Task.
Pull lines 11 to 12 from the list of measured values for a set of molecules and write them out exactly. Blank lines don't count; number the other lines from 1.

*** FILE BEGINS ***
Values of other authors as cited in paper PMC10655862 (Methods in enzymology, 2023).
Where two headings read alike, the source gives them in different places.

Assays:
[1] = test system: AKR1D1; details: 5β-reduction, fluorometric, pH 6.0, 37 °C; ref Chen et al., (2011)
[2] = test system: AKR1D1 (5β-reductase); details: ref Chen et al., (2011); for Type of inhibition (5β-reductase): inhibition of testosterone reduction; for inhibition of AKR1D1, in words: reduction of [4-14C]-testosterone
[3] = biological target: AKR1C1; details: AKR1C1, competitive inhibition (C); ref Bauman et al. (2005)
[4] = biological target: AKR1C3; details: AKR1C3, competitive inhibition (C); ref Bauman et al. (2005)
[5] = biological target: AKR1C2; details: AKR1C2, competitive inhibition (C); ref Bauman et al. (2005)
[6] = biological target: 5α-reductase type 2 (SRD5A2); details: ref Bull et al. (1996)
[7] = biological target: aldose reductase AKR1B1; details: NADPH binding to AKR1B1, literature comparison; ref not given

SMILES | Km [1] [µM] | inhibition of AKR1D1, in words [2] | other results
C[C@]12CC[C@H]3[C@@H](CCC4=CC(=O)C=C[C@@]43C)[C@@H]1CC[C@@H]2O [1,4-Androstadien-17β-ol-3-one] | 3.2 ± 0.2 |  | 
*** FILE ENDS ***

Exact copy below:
SMILES | Km [1] [µM] | inhibition of AKR1D1, in words [2] | other results
C[C@]12CC[C@H]3[C@@H](CCC4=CC(=O)C=C[C@@]43C)[C@@H]1CC[C@@H]2O [1,4-Androstadien-17β-ol-3-one] | 3.2 ± 0.2 |  | 